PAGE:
President Thein Sein’s domestic and international reforms evoke comparisons with the “sudden” transformations that occurred in the Soviet Union under Mikhail Gorbachev. Thein Sein’s association with Gorbachev has also created the impression that the success of his reform campaign rests largely on his personality and political will, a perspective that limits our attention to the agency of particular individuals rather than the broader processes under which his administration took office. The media has particularly connected political change in Myanmar to particular individuals such as Daw Aung San Suu Kyi—who has come to represent the very idea of political-social change. By projecting President Thein Sein as a figure of change, observers may have complicated the picture a bit, but they have overlooked the range of different stakeholders, interests, and factions who have competed for the nation.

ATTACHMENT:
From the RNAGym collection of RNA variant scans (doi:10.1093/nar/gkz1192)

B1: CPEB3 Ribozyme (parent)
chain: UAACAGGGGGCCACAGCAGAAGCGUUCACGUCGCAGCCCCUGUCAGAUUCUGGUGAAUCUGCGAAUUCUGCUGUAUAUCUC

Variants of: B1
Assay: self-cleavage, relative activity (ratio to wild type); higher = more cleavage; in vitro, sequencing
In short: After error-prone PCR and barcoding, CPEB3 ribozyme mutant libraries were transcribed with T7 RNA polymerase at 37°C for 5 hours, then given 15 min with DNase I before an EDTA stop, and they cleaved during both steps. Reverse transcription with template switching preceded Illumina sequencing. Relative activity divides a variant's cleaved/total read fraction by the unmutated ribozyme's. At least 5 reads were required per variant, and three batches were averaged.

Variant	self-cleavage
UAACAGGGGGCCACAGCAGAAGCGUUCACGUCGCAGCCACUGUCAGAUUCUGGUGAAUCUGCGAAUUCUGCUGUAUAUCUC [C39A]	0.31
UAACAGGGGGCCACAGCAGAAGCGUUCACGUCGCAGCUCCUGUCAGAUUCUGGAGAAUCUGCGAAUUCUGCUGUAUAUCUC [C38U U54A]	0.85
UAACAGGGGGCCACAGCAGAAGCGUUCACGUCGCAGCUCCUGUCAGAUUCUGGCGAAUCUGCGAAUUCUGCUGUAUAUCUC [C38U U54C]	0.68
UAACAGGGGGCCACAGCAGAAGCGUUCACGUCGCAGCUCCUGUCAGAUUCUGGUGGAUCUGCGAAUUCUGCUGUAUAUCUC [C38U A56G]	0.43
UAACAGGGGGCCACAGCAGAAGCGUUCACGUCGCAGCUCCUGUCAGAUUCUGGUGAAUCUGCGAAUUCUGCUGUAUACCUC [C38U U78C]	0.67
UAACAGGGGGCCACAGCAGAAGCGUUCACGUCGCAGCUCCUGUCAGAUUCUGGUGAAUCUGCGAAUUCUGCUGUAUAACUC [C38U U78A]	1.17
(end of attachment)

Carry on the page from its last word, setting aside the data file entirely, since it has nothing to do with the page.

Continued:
The military’s role in the broader process began to fade from public view as the government’s civilian identity became much more visible. Indeed, it was crucial that the current administration distanced itself from previous military governments in order to enable Western nations to recalibrate their relations with Myanmar. By late 2011, several Western nations joined ASEAN and other regional partners in publicly recognizing the government’s efforts to liberalize the political landscape, negotiate peace-settlements with ethnic separatists, foster political reconciliation, and reintegrate the economy into global markets. Following the release of Suu Kyi from house arrest, her eventual election into parliament in April 2012, and the momentous visit by President Barack Obama, many former detractors began to openly support the reforms by the Thein Sein administration. The international media, long-time critics of the Myanmar authorities, followed suit and began to present the once “rogue” military nation in a more positive light, emphasizing the efforts of its civilian government and reformist president.